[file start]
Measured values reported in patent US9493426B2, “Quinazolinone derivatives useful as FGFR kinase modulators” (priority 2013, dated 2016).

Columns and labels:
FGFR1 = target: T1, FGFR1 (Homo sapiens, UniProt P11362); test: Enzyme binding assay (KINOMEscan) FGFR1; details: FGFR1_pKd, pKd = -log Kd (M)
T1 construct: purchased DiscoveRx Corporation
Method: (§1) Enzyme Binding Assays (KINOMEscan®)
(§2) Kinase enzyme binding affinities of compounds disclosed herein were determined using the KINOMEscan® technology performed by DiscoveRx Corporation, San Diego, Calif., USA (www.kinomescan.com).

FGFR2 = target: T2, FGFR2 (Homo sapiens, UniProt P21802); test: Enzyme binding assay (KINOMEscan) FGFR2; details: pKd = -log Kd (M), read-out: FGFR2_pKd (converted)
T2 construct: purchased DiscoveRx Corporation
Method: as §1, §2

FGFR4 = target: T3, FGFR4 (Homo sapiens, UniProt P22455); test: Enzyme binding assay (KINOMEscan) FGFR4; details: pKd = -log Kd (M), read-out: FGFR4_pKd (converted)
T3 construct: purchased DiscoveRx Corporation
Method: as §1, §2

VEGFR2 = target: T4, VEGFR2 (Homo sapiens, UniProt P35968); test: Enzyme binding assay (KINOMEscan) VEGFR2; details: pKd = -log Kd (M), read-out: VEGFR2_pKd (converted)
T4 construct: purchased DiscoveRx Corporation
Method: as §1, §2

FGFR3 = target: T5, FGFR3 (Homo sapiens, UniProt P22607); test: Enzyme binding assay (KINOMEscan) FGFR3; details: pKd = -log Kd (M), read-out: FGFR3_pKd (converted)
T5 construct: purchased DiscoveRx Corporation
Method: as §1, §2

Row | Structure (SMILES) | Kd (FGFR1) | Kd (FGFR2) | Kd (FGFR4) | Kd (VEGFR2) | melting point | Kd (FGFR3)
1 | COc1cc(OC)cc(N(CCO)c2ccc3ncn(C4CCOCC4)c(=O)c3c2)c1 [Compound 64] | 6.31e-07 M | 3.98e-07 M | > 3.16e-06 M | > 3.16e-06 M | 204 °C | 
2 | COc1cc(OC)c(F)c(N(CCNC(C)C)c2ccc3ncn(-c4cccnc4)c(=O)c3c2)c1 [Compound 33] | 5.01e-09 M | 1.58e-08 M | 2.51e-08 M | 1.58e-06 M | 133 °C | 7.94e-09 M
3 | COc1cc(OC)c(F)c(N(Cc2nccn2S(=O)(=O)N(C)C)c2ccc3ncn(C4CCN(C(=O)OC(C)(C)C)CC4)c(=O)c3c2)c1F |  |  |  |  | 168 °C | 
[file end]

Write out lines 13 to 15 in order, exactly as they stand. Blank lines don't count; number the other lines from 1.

VEGFR2 = target: T4, VEGFR2 (Homo sapiens, UniProt P35968); test: Enzyme binding assay (KINOMEscan) VEGFR2; details: pKd = -log Kd (M), read-out: VEGFR2_pKd (converted)
T4 construct: purchased DiscoveRx Corporation
Method: as §1, §2